Begun in Finland in 2011, Restaurant Day is a food carnival when anyone can open a restaurant for a day. Now it’s spread all over the world, and once every three months hundreds of unique restaurants, cool food concepts and innovative eating designs unfurl across the globe, all on the same day.
My good friend Cathrine helped bring Restaurant Day to Denmark in time for the one this past August. We met in July at the awesome urban beekeeping venture Bybi, which sets up hives around the city and trains unemployed people how to keep bees and set up a business. I was picking up some bee brood for our research at the lab, and she was touring some designers from Idea Couture around interesting food ventures in Copenhagen. I offered to show them some of what we’re working on at the lab and the rest is history.
Once Cathrine started telling me about Restaurant Day I wanted to get involved right away. It’s a fantastic concept, giving people the opportunity to get creative with food, eating, and design. What is also really interesting to me is how the project can also serve as a platform for furthering the discourses around urban land use, public/private space, socio-economics and immigrant communities in the modern urban landscape. It’s also a delicious adventure and a lot of fun.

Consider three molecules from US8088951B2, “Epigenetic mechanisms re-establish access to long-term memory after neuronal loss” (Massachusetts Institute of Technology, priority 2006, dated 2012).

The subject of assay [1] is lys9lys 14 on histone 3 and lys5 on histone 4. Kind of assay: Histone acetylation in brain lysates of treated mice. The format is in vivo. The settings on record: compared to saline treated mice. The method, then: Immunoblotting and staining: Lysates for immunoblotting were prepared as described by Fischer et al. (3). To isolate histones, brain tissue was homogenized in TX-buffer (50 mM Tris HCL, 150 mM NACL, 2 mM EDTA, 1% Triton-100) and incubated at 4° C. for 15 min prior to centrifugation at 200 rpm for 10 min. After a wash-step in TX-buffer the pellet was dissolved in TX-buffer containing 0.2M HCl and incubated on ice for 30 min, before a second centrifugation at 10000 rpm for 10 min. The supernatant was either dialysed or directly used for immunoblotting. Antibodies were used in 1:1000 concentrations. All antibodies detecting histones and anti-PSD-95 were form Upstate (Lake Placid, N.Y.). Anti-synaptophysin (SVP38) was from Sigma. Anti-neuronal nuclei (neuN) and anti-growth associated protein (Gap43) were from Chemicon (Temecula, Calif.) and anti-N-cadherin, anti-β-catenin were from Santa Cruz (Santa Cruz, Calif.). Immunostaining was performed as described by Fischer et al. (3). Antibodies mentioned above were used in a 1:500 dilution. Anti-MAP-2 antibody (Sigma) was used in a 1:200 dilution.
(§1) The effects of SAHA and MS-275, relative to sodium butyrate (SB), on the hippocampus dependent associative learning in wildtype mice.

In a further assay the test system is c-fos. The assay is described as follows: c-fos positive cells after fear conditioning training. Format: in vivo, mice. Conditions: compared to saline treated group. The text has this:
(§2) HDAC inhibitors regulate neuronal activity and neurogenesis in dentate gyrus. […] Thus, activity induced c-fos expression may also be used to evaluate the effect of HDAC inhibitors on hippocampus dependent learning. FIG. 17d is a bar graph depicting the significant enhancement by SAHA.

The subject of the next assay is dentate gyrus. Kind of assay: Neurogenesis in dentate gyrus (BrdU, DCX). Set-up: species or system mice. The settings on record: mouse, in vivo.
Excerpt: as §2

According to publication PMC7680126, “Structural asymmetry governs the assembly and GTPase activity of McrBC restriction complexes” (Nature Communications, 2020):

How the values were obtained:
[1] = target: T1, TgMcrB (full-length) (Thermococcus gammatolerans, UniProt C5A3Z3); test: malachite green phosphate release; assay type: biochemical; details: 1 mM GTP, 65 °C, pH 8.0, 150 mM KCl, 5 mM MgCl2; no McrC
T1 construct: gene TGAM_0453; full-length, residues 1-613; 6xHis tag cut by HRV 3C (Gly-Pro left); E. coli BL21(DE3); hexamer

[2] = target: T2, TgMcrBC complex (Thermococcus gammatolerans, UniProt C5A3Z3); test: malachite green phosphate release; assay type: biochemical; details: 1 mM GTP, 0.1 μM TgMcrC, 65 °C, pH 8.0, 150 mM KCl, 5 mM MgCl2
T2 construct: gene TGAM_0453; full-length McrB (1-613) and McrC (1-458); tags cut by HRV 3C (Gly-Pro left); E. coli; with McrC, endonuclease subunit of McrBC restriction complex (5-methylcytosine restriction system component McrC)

Cathrine and I spent the afternoon roaming the city with her boyfriend Ole and several friends. The day was sunny and hot.
We met up at a gourmet hot-dog stand in Nørrebro.
Pølse is the Danish sausage-in-a-bun and believe you me, they can be fantastic. Enjoyed at mis-matched chairs and a kitchen table in the street and it tastes like joyful reclamation.
From there, a bike down to Vesterbro for some veggie enchiladas.
Served out of a window. Colourful flags are a theme.
Then a quick trip to Cathrine’s place in Vesterbro to set up her own cookie stand or, in her own words, ‘Småkage Take-Away’.
Big bright paper bags of cookies, tied up with string.
A småkage is a cookie (lit. ‘small cake’) and these ones were definitely something special, pressed on a special iron in the tradition from Cathrine’s hometown of Kolding on Jutland.
We hung out at the Take-Away for a bit, sharing some cookies, watching people pass. One girl rolled up in a car with her whole family right when it opened, taking five bags to go. Not too shabby.
Our appetites re-whetted, we made for Den Røde Muslinge (‘The Red Mussel’) near Kongens Nytorv in the centre of town.
Mussels for dinner.
The restaurant takes over the whole courtyard, tables everywhere and big groups. We eat on a door cum tabletop.
And still there is light!
On the bridge to Nørrebro across the lakes, a friend has set up ‘Boble Bussen’ (‘The Bubble Bus’), pouring a beautiful blush crémant he makes himself.
Bubbly on a bridge with friends and extra cookies. Life doesn’t get much better.